Supreme Court Rejects Challenge to Provisions of the Prevention of Money Laundering Act, 2002


August 5, 2022

Supreme Court Rejects Challenge to Provisions of the Prevention of Money Laundering Act, 2002

On July 27, 2022, the Supreme Court (through J. AM Khanwilkar, J. Dinesh Maheshwari and J. CT Ravi Kumar) in the matter of Vijay Madanlal Choudhary v Union of India[1], upheld the provisions of the Prevention of Money Laundering Act (“PMLA”).

A total of 241 petitions were pending before the Supreme Court challenging the validity and interpretation of certain provisions under the PMLA. The petitions further disputed the procedures followed by the Enforcement Directorate for its investigations (as prescribed by the PMLA) as punitive since the said provisions violate the Constitution of India. 

The Supreme Court, while scrutinizing the validity of certain provision under the PMLA, thoroughly examined and analyzed the following provisions - Section 3 (offence of money laundering); Section 5 (Attachment of property involved in money laundering); Section 8, sub- section 4 (taking possession of property upon authorization of Director); Section 17 (Search and Seizure); Section 18 ( search of persons); Section 19 (Powers to arrest); Section 24 (Burden of proof and onus); Section 44 ( offence triable by special courts); and Section 45 ( Offences considered as cognizable and non- bailable).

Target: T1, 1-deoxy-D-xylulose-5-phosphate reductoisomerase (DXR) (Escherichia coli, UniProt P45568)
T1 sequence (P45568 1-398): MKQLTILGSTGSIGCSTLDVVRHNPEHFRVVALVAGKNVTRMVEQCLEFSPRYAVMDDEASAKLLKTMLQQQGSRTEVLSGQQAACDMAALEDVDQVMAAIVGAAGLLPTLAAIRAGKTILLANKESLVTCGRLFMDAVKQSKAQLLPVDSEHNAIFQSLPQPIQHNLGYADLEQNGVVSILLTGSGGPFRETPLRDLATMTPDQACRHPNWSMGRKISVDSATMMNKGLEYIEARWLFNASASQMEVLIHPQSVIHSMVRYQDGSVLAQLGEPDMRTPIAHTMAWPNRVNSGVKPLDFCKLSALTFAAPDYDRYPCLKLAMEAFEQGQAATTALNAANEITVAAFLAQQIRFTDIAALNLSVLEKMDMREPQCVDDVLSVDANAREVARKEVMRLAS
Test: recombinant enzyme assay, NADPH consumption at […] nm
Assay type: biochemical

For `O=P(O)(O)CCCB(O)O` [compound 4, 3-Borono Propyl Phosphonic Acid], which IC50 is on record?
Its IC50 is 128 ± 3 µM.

Particularly, in scrutinizing Section 45 of the PMLA, the Court upheld the twin conditions provided in the aforesaid provision. For reference, section 45 of the PMLA states the pre-requisites for granting bail as: (a) the Public Prosecutor shall be given the opportunity to rebut the plea of bail, and (b) the Court has to be convinced/ satisfied on reasonable grounds that the accused is not guilty. The Court re-affirmed that it is only after satisfaction of both the aforementioned conditions that an accused can be granted bail.

Further, the petitioners, as regards Section 3 of the PMLA, disputed that an offence of money- laundering shall not be considered so if the proceeds of the crime are used for uncorrupted projects. The Supreme Court rejected the above plea owing to the wide interpretation captured in Section 3.

Interestingly, the Supreme Court, in discussing the recourse of the amendments to the PMLA, through the Finance Bill/ Money Bill, clarified that such decision shall left to the consideration of larger bench (a seven- judge bench) of the Supreme Court in the matter of Rojer Mathew v South Indian Bank Limited and Ors[2].

This judgment has analyzed key aspects of the PMLA and in doing so has also defined the scope of applicability of its provisions.

[1] Special Leave Petitions (Criminal) No. 4634 of 2014.

[2] (2020) 6 SCC 1.

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